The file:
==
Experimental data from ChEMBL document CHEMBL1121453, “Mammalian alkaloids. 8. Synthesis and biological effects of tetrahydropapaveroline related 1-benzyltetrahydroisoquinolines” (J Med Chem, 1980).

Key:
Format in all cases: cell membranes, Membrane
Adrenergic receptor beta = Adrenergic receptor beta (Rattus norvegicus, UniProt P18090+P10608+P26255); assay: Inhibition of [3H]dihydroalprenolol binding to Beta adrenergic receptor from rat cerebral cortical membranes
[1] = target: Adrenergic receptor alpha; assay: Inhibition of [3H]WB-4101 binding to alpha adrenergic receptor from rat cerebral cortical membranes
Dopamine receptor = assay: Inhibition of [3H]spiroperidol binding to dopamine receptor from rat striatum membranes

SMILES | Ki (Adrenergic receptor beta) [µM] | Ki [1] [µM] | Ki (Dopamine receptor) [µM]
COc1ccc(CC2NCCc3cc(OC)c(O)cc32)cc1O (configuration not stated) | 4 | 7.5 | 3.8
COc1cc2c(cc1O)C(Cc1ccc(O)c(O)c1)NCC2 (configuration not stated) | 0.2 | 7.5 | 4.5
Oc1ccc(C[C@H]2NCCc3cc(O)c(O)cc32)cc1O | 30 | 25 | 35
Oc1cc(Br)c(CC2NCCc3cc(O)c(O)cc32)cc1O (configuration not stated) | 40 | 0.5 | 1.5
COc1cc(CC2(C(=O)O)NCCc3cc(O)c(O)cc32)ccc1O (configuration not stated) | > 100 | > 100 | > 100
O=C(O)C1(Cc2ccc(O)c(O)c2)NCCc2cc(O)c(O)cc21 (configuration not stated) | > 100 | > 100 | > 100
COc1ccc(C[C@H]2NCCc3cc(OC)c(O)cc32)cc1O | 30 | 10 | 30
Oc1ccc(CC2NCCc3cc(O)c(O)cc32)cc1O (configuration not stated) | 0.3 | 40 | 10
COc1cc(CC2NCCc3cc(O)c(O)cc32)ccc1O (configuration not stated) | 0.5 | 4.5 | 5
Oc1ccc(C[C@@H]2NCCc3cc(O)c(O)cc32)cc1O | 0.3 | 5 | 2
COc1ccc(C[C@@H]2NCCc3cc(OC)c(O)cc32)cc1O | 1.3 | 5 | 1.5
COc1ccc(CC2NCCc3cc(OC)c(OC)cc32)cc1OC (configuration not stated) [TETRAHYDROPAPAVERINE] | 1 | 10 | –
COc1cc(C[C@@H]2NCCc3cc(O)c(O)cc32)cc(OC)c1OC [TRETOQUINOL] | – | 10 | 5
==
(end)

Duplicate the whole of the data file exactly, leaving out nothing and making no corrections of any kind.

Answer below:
Experimental data from ChEMBL document CHEMBL1121453, “Mammalian alkaloids. 8. Synthesis and biological effects of tetrahydropapaveroline related 1-benzyltetrahydroisoquinolines” (J Med Chem, 1980).

Key:
Format in all cases: cell membranes, Membrane
Adrenergic receptor beta = Adrenergic receptor beta (Rattus norvegicus, UniProt P18090+P10608+P26255); assay: Inhibition of [3H]dihydroalprenolol binding to Beta adrenergic receptor from rat cerebral cortical membranes
[1] = target: Adrenergic receptor alpha; assay: Inhibition of [3H]WB-4101 binding to alpha adrenergic receptor from rat cerebral cortical membranes
Dopamine receptor = assay: Inhibition of [3H]spiroperidol binding to dopamine receptor from rat striatum membranes

SMILES | Ki (Adrenergic receptor beta) [µM] | Ki [1] [µM] | Ki (Dopamine receptor) [µM]
COc1ccc(CC2NCCc3cc(OC)c(O)cc32)cc1O (configuration not stated) | 4 | 7.5 | 3.8
COc1cc2c(cc1O)C(Cc1ccc(O)c(O)c1)NCC2 (configuration not stated) | 0.2 | 7.5 | 4.5
Oc1ccc(C[C@H]2NCCc3cc(O)c(O)cc32)cc1O | 30 | 25 | 35
Oc1cc(Br)c(CC2NCCc3cc(O)c(O)cc32)cc1O (configuration not stated) | 40 | 0.5 | 1.5
COc1cc(CC2(C(=O)O)NCCc3cc(O)c(O)cc32)ccc1O (configuration not stated) | > 100 | > 100 | > 100
O=C(O)C1(Cc2ccc(O)c(O)c2)NCCc2cc(O)c(O)cc21 (configuration not stated) | > 100 | > 100 | > 100
COc1ccc(C[C@H]2NCCc3cc(OC)c(O)cc32)cc1O | 30 | 10 | 30
Oc1ccc(CC2NCCc3cc(O)c(O)cc32)cc1O (configuration not stated) | 0.3 | 40 | 10
COc1cc(CC2NCCc3cc(O)c(O)cc32)ccc1O (configuration not stated) | 0.5 | 4.5 | 5
Oc1ccc(C[C@@H]2NCCc3cc(O)c(O)cc32)cc1O | 0.3 | 5 | 2
COc1ccc(C[C@@H]2NCCc3cc(OC)c(O)cc32)cc1O | 1.3 | 5 | 1.5
COc1ccc(CC2NCCc3cc(OC)c(OC)cc32)cc1OC (configuration not stated) [TETRAHYDROPAPAVERINE] | 1 | 10 | –
COc1cc(C[C@@H]2NCCc3cc(O)c(O)cc32)cc(OC)c1OC [TRETOQUINOL] | – | 10 | 5